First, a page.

Lonza, a relatively new player, offers synthetic Mg|(OH).sub.2~ flame retardants, which boast 97-98% purity with few or no calcium ions on the surface of the material. According to plastics market manager Steve Johnson, "This is because we do not use sea water as a starting material when we make our grades. Synthetic grades that are derived from sea water have a lot of calcium and sodium ions that come out to the surface, which make it difficult to process. Our grades are easier to coat, and as a result, easier to process."

Ray Shaw, marketing manager for Alcan Chemicals, which will make its official entry into the business within the next year, says the company will be offering both natural ore-derived grades and precipitated types. "We have developmental grades now of 1-micron particle size. Our highest quality products will be priced up to $1.20/lb."

Climax, which recently entered the business, offers both natural and synthetic grades in a price range of 50|cents~ to $1.50/lb.


Suppliers indicate they are all working on new Mg|(OH).sub.2~ product developments, aiming to address processing problems by making improvements in particle sizes and/or surface coatings. One area that is already attracting considerable R&D activity is combining Mg|(OH).sub.2~ with other flame retardants. Lonza's Johnson says, "We have been working to reduce loadings by combining Mg|(OH).sub.2~ with red phosphorous, for example."

Says Shaw from Alcan, "There can be beneficial effects of combining magnesium hydroxide with another flame retardant in order to improve that flame retardant's smoke characteristics."

Although relatively little research data is available, suppliers of both Mg|(OH).sub.2~ and halogenated flame retardants are intrigued by suggestions that the two can work together to reduce smoke generation and toxic acid-gas emissions. Sources such as Morton's Hastbacka think that this acid-scavenging effect has been established with PVC, but there is little evidence yet as to whether such benefits occur with brominated flame retardants in other polymers. The subject has aroused intense interest, however, and is likely to attract further experimental work.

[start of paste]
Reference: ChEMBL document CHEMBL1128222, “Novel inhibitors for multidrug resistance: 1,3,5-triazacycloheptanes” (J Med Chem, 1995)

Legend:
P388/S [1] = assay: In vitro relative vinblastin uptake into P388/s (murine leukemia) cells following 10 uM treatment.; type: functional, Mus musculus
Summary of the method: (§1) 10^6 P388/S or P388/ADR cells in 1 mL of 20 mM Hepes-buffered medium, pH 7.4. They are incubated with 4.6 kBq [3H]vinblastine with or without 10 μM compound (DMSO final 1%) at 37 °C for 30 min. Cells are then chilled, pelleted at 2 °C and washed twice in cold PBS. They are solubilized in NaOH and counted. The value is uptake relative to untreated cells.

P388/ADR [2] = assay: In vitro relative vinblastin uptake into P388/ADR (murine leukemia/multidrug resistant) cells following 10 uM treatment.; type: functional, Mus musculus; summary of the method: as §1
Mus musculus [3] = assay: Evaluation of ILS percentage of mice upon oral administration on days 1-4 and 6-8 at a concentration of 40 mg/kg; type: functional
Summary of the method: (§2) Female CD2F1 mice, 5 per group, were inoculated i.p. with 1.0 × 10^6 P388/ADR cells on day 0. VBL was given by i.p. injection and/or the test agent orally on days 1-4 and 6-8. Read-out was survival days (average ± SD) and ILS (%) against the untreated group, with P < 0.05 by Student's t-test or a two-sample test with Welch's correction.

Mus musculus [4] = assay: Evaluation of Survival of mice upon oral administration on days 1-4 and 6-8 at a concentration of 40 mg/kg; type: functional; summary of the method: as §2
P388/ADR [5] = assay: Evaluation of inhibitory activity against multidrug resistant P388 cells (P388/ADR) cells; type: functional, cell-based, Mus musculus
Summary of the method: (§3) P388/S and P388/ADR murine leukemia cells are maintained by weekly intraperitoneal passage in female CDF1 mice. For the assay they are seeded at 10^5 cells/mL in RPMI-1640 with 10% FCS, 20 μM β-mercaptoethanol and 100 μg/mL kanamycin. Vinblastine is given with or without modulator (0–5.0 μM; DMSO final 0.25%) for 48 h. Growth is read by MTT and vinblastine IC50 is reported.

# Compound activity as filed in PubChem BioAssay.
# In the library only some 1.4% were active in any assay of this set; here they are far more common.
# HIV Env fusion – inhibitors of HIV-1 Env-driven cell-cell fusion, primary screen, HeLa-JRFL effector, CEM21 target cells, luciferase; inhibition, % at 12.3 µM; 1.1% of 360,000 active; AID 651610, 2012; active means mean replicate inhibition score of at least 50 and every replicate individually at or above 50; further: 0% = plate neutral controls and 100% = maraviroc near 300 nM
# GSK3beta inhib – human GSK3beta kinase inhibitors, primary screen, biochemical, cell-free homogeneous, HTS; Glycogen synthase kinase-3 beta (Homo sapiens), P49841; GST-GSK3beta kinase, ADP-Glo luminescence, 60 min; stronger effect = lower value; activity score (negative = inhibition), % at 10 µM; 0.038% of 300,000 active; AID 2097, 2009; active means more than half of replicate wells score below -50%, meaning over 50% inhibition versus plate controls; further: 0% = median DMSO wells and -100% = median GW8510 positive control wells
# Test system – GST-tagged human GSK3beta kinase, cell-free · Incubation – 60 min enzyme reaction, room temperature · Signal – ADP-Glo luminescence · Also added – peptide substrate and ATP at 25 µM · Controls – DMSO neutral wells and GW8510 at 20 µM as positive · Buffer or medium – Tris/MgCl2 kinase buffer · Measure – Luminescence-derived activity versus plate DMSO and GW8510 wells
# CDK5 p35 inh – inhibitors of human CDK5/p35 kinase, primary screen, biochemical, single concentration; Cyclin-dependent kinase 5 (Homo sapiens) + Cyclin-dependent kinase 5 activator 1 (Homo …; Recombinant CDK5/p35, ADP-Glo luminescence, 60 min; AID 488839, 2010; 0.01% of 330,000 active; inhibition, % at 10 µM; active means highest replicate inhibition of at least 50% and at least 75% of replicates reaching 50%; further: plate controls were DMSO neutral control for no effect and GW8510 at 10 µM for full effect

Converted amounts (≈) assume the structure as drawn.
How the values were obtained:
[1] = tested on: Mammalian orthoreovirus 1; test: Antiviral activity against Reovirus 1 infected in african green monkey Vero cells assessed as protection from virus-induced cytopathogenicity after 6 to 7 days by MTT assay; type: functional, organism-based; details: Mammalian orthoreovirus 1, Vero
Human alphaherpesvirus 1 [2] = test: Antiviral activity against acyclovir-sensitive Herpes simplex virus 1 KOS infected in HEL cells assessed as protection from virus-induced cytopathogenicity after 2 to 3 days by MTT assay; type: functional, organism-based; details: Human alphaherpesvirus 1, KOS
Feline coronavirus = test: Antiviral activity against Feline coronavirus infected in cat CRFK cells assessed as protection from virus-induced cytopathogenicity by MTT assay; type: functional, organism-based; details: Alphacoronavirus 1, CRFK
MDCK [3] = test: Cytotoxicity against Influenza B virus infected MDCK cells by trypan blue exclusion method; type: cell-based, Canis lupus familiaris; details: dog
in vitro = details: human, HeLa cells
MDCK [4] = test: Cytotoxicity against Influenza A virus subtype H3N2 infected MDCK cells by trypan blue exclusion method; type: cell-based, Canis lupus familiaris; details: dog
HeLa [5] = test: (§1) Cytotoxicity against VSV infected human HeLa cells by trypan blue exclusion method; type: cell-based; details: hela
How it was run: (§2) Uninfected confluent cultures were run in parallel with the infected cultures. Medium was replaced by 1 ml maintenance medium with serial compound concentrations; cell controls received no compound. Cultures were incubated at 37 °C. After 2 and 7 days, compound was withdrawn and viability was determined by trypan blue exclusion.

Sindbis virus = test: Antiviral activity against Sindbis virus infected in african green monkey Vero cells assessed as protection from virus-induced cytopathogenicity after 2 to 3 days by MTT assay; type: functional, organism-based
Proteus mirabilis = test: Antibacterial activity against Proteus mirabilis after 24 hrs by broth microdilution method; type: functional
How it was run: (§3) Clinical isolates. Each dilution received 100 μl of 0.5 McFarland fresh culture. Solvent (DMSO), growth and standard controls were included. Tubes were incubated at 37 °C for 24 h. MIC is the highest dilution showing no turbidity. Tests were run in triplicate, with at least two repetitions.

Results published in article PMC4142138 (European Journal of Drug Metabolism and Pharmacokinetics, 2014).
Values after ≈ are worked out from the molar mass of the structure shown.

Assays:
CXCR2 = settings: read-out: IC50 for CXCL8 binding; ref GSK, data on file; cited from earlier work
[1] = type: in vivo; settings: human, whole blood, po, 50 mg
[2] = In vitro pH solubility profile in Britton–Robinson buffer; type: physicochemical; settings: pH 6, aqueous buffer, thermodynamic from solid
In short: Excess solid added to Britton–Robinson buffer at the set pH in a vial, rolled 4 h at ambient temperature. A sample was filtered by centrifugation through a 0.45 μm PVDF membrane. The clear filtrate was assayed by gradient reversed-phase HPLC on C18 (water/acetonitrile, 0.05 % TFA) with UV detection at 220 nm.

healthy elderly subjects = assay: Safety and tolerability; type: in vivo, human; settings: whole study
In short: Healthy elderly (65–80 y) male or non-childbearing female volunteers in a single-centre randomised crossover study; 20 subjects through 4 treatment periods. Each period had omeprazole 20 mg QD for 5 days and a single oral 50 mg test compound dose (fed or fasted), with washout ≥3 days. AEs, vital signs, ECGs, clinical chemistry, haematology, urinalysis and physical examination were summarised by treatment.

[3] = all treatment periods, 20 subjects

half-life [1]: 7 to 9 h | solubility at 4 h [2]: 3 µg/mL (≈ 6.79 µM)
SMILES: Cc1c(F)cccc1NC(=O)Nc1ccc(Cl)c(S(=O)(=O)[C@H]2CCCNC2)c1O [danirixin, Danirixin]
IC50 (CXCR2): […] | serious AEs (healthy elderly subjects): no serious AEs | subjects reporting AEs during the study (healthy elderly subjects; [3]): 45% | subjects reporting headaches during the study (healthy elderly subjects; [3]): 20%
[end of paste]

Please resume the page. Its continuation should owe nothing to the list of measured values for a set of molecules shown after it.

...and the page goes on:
More New Products

Zinc borate: Whereas U.S. Borax's standard Firebrake ZB grade releases its bound water at around 550 F, a brand-new version, Firebrake 415, is stable to almost 780 F. That's said to suit it to specialty engineering thermoplastics. Also new is Firebrake 500, a dehydrated version that is stable to 930 F and reportedly has proved effective in halogen-free nylon 46, polyetherketones, and polyethersulfones.

In addition, U.S. Borax has a new experimental extra-fine grade of Firebrake ZB, designated XPI-228, which has an average particle size of 2 microns and virtually all particles below 6 microns.

Buckman Laboratories has a new hydrated borate called Bulab Flamebloc that's said to act as a synergist in formulations containing phosphorus and/or halogen. In many cases, it reportedly can replace antimony trioxide on an equal weight basis. It has a decomposition temperature of about 392 F and costs 87|cents~ to $1.50/lb, depending on the quantity.

ATH: Aimed at use in cast onyx is KC-31 (38-micron average size), the first in a planned line of white ATH from Georgia Marble, which will eventually span an average size range of 3-40 microns.

For PVC: Anzon Inc. recently added a sixth grade to its Trutint line of low-tinting antimony trioxides. New Trutint 40 has the lowest tinting strength in the line and 2.6-micron average particle size. It's aimed at PVC film and sheeting for automobiles, upholstery and wall coverings.
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Title Annotation:Additives '92: Formulations in Flux; includes related article; magnesium hydroxide as a flame retardant for plastics
Author:Sherman, Lilli M.
Publication:Plastics Technology
Article Type:Cover Story
Date:Jul 1, 1992
Previous Article:Colorants: heavy metals get the boot.
Next Article:PVC heat stabilizers: getting the lead out.